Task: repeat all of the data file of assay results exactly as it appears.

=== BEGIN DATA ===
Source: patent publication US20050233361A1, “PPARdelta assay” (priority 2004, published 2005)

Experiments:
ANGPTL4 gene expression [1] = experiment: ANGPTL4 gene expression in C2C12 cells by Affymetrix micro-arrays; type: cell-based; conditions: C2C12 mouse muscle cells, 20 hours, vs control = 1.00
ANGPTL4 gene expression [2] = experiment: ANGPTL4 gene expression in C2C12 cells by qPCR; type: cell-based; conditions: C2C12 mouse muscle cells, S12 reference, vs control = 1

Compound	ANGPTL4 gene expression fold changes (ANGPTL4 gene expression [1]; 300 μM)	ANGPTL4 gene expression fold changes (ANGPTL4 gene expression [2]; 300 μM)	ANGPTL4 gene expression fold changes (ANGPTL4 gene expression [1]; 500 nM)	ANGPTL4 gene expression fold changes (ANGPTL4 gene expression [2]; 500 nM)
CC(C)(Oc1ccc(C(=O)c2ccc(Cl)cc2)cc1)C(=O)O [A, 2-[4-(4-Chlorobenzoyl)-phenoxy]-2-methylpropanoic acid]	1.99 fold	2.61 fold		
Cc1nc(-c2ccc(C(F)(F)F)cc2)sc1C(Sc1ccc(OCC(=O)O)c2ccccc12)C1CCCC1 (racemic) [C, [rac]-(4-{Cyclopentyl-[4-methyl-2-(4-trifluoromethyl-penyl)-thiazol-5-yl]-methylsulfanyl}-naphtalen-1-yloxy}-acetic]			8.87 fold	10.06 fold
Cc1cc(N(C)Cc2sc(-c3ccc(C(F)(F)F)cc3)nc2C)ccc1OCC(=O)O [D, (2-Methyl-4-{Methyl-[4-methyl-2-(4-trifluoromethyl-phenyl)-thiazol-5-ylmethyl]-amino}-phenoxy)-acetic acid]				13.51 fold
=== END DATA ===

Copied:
Source: patent publication US20050233361A1, “PPARdelta assay” (priority 2004, published 2005)

Experiments:
ANGPTL4 gene expression [1] = experiment: ANGPTL4 gene expression in C2C12 cells by Affymetrix micro-arrays; type: cell-based; conditions: C2C12 mouse muscle cells, 20 hours, vs control = 1.00
ANGPTL4 gene expression [2] = experiment: ANGPTL4 gene expression in C2C12 cells by qPCR; type: cell-based; conditions: C2C12 mouse muscle cells, S12 reference, vs control = 1

Compound	ANGPTL4 gene expression fold changes (ANGPTL4 gene expression [1]; 300 μM)	ANGPTL4 gene expression fold changes (ANGPTL4 gene expression [2]; 300 μM)	ANGPTL4 gene expression fold changes (ANGPTL4 gene expression [1]; 500 nM)	ANGPTL4 gene expression fold changes (ANGPTL4 gene expression [2]; 500 nM)
CC(C)(Oc1ccc(C(=O)c2ccc(Cl)cc2)cc1)C(=O)O [A, 2-[4-(4-Chlorobenzoyl)-phenoxy]-2-methylpropanoic acid]	1.99 fold	2.61 fold		
Cc1nc(-c2ccc(C(F)(F)F)cc2)sc1C(Sc1ccc(OCC(=O)O)c2ccccc12)C1CCCC1 (racemic) [C, [rac]-(4-{Cyclopentyl-[4-methyl-2-(4-trifluoromethyl-penyl)-thiazol-5-yl]-methylsulfanyl}-naphtalen-1-yloxy}-acetic]			8.87 fold	10.06 fold
Cc1cc(N(C)Cc2sc(-c3ccc(C(F)(F)F)cc3)nc2C)ccc1OCC(=O)O [D, (2-Methyl-4-{Methyl-[4-methyl-2-(4-trifluoromethyl-phenyl)-thiazol-5-ylmethyl]-amino}-phenoxy)-acetic acid]				13.51 fold